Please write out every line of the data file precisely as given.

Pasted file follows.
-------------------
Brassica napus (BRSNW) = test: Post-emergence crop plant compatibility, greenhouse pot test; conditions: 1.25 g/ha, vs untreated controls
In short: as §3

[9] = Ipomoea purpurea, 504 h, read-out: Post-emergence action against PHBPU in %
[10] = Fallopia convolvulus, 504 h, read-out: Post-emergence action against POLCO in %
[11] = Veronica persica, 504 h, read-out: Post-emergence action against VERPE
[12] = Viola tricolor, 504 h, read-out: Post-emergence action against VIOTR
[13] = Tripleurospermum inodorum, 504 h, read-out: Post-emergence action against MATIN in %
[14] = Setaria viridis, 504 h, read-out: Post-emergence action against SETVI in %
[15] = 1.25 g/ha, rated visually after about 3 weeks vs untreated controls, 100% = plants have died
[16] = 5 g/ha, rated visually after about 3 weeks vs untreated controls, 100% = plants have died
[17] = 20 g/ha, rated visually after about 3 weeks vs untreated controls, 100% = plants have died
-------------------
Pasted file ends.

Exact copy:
Brassica napus (BRSNW) = test: Post-emergence crop plant compatibility, greenhouse pot test; conditions: 1.25 g/ha, vs untreated controls
In short: as §3

[9] = Ipomoea purpurea, 504 h, read-out: Post-emergence action against PHBPU in %
[10] = Fallopia convolvulus, 504 h, read-out: Post-emergence action against POLCO in %
[11] = Veronica persica, 504 h, read-out: Post-emergence action against VERPE
[12] = Viola tricolor, 504 h, read-out: Post-emergence action against VIOTR
[13] = Tripleurospermum inodorum, 504 h, read-out: Post-emergence action against MATIN in %
[14] = Setaria viridis, 504 h, read-out: Post-emergence action against SETVI in %
[15] = 1.25 g/ha, rated visually after about 3 weeks vs untreated controls, 100% = plants have died
[16] = 5 g/ha, rated visually after about 3 weeks vs untreated controls, 100% = plants have died
[17] = 20 g/ha, rated visually after about 3 weeks vs untreated controls, 100% = plants have died